Previously on The Crown: Princess Elizabeth married Prince Philip, who leans towards dickishness now and then, but his heart seems to be mostly in the right place. Unbeknownst to her, her father, King George VI, has been given a terminal cancer diagnosis.
Ready for shit to get real, folks?
Elizabeth and Philip embark on their Commonwealth tour, landing in Nairobi first. At last, my complaint about the royals seeming altogether too nice and too adored gets answered, because the speech she gives is some jaw-droppingly condescending imperialist bullshit. It’s all about how, not so long ago, Nairobi was an undeveloped backwater with nothing but nomadic tribes roaming around on it. But thank God the white people showed up! Now there are cities and civilisation and those nomads know how real humans should live, right? Mind you, at least half of this crowd (and probably a great deal more) is made up of those very nomadic tribes she’s slagging off.
Afterwards, she and Philip work the crowd, which gives Philip the opportunity to let his asshole flag fly. He stops by one tribesman and notes some of the military medals the man’s wearing. ‘Oh, I’ve got that one,’ Philip begins. ‘And that one too.’ And then it goes right off the rails. ‘Oh, come on, where did you steal that one from?’
Yeesh. Keep in mind, these people are the VIPs who have been selected to meet the royal party. They are important, Philip.
On an unrelated note, who knew I’d be able to use so many cringe gifs in a recap about Elizabeth II?
Philip moves along to the next guy, who’s wearing full ceremonial garb, including a very elaborate headpiece. ‘I like your hat,’ Philip smarms. Finally, one of the (white) officials hisses to Elizabeth that there’s unrest in the area and talk of independence, and they really need these people to remain on their side, ok? She sidles up to her husband with a big, fake smile, and tells him the man is not wearing a hat, he’s wearing a crown. Asshole. The insulted man’s face is as still as a mask, but you can totally see it in his eyes: he’s had enough of these douchebags.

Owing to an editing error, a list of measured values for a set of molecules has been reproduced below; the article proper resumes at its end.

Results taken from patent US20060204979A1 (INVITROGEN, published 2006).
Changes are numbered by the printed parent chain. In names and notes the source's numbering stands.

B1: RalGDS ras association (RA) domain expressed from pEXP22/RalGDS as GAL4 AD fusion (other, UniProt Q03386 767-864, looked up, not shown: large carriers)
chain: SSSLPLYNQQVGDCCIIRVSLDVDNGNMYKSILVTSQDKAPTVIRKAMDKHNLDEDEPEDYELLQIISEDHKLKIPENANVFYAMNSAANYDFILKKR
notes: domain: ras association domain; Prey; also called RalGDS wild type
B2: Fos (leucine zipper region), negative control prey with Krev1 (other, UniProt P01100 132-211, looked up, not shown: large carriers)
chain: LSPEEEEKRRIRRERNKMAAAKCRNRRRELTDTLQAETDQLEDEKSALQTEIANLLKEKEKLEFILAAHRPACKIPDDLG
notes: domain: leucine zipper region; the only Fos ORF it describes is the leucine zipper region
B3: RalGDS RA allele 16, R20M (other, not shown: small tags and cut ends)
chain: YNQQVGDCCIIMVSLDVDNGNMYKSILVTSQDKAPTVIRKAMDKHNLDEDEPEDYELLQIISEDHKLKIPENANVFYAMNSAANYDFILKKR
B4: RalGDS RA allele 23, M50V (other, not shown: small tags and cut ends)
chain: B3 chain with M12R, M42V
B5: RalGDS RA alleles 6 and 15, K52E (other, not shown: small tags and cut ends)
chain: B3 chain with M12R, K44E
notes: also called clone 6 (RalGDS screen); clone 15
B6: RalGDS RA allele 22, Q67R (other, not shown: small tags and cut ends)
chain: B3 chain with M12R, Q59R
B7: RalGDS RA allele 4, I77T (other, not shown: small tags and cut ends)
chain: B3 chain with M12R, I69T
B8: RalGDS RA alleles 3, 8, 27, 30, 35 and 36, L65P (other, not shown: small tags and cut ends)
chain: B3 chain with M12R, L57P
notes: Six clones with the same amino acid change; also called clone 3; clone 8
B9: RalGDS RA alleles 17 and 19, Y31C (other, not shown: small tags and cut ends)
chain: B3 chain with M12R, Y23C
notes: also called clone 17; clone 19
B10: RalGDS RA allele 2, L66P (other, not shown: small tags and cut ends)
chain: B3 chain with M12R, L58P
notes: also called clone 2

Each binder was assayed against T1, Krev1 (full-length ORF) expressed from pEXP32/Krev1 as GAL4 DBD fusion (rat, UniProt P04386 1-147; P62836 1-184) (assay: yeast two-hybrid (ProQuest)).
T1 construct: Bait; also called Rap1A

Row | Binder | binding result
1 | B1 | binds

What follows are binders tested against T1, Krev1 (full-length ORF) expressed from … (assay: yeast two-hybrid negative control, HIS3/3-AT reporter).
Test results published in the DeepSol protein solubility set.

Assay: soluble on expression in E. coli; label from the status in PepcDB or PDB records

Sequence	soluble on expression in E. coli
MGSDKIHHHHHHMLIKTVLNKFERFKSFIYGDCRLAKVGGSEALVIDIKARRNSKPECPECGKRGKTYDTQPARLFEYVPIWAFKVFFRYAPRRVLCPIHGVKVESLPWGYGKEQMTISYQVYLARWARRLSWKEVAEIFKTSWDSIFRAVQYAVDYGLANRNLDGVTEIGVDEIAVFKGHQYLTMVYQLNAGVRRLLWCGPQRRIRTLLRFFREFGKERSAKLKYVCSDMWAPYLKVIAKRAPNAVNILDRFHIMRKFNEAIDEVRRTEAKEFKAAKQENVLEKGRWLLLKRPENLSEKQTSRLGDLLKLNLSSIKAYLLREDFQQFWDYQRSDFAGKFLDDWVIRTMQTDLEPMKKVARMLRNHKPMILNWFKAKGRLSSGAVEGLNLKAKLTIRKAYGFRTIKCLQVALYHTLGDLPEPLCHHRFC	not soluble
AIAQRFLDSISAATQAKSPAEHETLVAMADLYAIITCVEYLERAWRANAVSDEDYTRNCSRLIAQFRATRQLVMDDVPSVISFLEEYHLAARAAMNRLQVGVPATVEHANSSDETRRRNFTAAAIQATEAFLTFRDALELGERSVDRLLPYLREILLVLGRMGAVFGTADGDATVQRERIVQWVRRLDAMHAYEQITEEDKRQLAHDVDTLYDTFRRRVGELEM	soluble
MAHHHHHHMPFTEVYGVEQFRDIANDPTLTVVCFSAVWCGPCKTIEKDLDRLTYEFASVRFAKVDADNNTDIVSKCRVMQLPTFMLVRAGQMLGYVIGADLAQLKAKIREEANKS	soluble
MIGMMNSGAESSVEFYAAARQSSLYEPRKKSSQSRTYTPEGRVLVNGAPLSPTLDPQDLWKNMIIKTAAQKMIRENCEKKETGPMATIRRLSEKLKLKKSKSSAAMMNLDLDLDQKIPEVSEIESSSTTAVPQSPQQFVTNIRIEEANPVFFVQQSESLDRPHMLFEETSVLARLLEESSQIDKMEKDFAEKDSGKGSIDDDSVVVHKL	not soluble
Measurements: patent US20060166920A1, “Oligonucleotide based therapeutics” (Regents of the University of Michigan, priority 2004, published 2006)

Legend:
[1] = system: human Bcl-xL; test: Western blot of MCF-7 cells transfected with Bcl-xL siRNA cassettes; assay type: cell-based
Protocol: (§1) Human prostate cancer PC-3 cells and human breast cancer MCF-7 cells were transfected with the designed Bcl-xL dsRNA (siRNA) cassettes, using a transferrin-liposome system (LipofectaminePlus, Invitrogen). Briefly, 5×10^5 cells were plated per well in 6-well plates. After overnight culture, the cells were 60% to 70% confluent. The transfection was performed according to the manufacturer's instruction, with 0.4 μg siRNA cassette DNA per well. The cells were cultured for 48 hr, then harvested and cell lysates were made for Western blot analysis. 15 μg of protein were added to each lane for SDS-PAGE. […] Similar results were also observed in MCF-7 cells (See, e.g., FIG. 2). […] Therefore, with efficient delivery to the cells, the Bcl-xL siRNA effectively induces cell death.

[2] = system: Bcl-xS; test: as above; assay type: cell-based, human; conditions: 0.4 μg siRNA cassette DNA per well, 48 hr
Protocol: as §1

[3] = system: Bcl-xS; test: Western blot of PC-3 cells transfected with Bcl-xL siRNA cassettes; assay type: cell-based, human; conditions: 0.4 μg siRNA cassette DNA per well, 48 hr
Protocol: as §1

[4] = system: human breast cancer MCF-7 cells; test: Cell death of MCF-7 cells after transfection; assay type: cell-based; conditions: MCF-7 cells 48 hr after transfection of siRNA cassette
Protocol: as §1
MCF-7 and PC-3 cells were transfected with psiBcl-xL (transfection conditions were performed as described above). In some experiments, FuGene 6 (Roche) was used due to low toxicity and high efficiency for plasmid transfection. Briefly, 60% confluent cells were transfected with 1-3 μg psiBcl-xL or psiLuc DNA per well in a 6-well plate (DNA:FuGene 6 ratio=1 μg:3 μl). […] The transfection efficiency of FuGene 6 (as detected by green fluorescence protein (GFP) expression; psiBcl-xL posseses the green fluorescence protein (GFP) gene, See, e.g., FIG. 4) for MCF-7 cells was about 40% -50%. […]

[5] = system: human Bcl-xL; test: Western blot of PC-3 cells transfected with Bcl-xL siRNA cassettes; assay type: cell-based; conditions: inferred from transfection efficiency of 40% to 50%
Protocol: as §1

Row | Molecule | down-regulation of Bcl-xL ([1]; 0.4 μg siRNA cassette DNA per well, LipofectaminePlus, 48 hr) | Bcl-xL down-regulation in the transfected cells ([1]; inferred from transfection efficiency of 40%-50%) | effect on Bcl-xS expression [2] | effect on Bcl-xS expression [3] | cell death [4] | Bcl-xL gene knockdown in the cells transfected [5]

Elizabeth and Philip head off to the lodge where they’ll be staying. There’s a bizarre bit of business during dinner where the (black) man serving them can’t seem to manage potatoes. Or something. He keeps dropping them off the spoon, while Philip and Elizabeth laugh and then Philip just starts grabbing potatoes with his hands, telling the guy to just serve with his fingers. What nice white people these are! So laid back and unsnobby!
The next day, they head off into the wild to stay at Treetops. They run afoul of a mating elephant along the way, which gives Philip a chance to be a hero and distract it while his wife hurries to the safety of the lodge. She totally thinks that’s hawt, and they commence a sort of second honeymoon and begin making plans to go back to Malta, once the tour’s over, because George is totally getting better, right?
No. Nobody is getting better. George seems to have gotten one last wind and is spending his days shooting at Sandringham, because why not? Winston’s being creepy with some new young secretary, obsessing about the Soviet Union, and neglecting important matters close to home, like the massive debt hole Britain has found itself in (thanks, Hitler!). Some of the Cabinet are starting to think Winston was a poor choice, and they urge Anthony Eden to start putting himself forward. The Cabinet can’t get rid of Churchill, but they can try pressuring the King to pressure Churchill to retire. Eden is (reluctantly, it seems) dispatched to Sandringham to do just that.
George’s response is basically: um, no, I can’t go interfering in the Prime Ministership or party politics because I’m the King and that’s a big no-no. The monarch must remain above such things. Eden, who didn’t seem all that into this to begin with, is sent back to London.
And things are hotting up a bit between Margaret and Peter. This does not go unnoticed by Tommy Lascelles, the king’s private secretary (played by the actor who plays George’s kinda crazy uncle on Poldark).